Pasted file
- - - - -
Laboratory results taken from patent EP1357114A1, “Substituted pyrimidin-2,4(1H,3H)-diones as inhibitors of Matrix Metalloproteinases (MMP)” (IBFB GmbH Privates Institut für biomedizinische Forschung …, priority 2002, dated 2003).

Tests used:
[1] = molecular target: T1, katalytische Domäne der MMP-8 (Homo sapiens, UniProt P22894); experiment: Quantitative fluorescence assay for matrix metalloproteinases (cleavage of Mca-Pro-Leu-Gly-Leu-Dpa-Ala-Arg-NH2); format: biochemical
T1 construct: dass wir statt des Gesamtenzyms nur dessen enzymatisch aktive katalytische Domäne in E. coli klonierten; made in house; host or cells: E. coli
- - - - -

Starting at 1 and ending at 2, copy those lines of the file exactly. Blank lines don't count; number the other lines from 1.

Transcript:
Laboratory results taken from patent EP1357114A1, “Substituted pyrimidin-2,4(1H,3H)-diones as inhibitors of Matrix Metalloproteinases (MMP)” (IBFB GmbH Privates Institut für biomedizinische Forschung …, priority 2002, dated 2003).

Tests used: